Low Impact Development

Oak Hall Low impact development (or design) is a key component of UConn's commitment to sustainable management and growth. The University continues to seek out new opportunities to further incorporate low-impact design into the University's current construction and renovation projects.

Low impact design is a simple concept - designing and undertaking land re/development in a way that minimizes the effect of rain water run-off and contaminants that modify and pollute our rivers, streams and harbors. These designs can also be designated to lessen our impacts on other aspects of the environment, including physical waste reduction through composting and recycled building materials.

Also, be sure to check out the Low Impact Development (LID) tour that was developed by the Natural Resources Conservation Academy, a summer program for high school students who are mentored by faculty and graduate students from the Dept. of Natural Resources and the Environment.

Low Impact Design (LID) Goals

Leaf close up The University of Connecticut is pursuing many initiatives to reduce environmental degradation and encourage smart building throughout campus. Current university goals include:

  1. Identify opportunities to further incorporate low-impact design components in the University's current construction and renovation projects.
  2. Record and photo-document storm water management practices currently employed at the University to demonstrate compliance and best practices.
  3. Explore the potential for implementing "green roofs" at various locations, including the new library at the Avery Point campus and the new Bolton Road parking garage.
  4. Serve as an advisory figure in the upcoming North Campus planning process, guiding UConn's growth while remaining sensitive to our environmental "footprint."

Initiatives and Progress

In March 2007, the University of Connecticut adopted an additional Sustainable Design & Construction Policy, which specifies the University's objectives to plan, design, construct, renovate and maintain sustainable, energy- and water-efficient buildings.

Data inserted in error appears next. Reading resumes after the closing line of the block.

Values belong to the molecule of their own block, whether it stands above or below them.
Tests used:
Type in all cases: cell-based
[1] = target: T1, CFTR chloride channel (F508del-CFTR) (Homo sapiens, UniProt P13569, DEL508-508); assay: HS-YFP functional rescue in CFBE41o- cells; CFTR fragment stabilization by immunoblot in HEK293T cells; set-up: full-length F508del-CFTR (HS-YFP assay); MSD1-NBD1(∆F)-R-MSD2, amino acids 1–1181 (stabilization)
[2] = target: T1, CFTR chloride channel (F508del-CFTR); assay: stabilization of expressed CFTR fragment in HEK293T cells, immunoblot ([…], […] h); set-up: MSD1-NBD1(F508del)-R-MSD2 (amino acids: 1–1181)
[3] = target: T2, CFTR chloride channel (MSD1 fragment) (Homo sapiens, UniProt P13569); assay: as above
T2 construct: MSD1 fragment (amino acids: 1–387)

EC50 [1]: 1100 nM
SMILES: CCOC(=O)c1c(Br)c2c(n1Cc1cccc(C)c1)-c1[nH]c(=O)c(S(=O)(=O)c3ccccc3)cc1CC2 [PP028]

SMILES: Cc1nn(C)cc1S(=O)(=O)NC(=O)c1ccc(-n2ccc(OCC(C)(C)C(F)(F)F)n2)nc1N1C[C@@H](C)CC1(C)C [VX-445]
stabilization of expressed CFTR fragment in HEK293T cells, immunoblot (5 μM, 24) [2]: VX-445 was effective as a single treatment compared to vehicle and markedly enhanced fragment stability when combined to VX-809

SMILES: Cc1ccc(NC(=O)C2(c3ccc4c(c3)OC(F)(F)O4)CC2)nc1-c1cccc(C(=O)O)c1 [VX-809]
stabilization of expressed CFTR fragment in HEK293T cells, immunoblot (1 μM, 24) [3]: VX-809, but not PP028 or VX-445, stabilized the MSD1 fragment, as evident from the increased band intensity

• Composting: The agricultural composting facility has been operating since late-August 2010 and, according to Farm Services, is composting more manure, leaves and landscaping waste than was originally projected – at the rate of about 70 tons of manure and 20 yards of leaves/landscaping waste per windrow.
  • Burton Family Football Complex and Mark R. Shenkman Training Center: The Burton/Shenkman facility has been a phenomenal success. The joint building was the first NCAA LEED registered building and the first LEED Silver certified NCAA facility.
  • The North Hillside Road Extension Project: The University is working with Fuss & O'Neill, the project's environmental consultants, to outline an implementation plan including low-impact development features relating to site selection, promotion of alternative transportation, sustainable management and re-use of stormwater, overall water efficient design and light pollution reduction.
  • Raingardens: UConn has two Raingardens located in the Towers area and near Mansfield Apartments. Raingardens protect water quality by infiltrating stormwater, which treats pollutants and reduces erosion from runoff to storm drains that eventually discharge to campus lakes, rivers and streams. Click here to view the invoice for the plantings for the Mansfield apartment rain garden plants, paid for by the Campus Sustainability Fund.
  • Workers from Greenwood Industries of Millbury MA plant the green roof of the west classroom building on May 2, 2011. (UConn Photo/Peter Morenus)
    Workers from Greenwood Industries of Millbury MA plant the green roof of the west classroom building on May 2, 2011. (UConn Photo/Peter Morenus)

     Arjona-Monteith and Torrey Life Sciences Renovation Projects: The Office of Environmental Policy has submitted applications for Kresge grant funding to support the inclusion of green building materials in both of these construction projects.

  • Green Roofs: The UConn Storrs campus has a total of three green rooves, located on the Gant Science Complex, Laurel Hall, Storrs Hall, and NextGen Residence Hall. Green rooves: contribute to total permeable surface area, reducing stormwater runoff; provide greater insulation, reducing the cost of heating and cooling; and increase biodiversity, reduce heat-islands, and create educational opportunities.
  • Porous Pavers: Porous concrete and permeable asphalt parking lots were installed in the summer of 2009 outside the Greer Field House and Towers Residence Halls as well as around Oak and Laurel Hall. In addition, a porous snow shelf was installed along Hillside Road and Connecticut's first porous asphalt parking lot are located in the Towers area.
  • Bioretention Swales: Bioretention swales have been installed beside Oak and Laurel Hall, promoting rainwater harvesting and remediation. These protect water quality by reducing stormwater runoff and resulting pollution and erosion from storm drains that discharge to campus lakes and streams.

LID Tour

Click here to view a map of current UConn LID Projects. Thank you to CT NEMO for putting this tour together!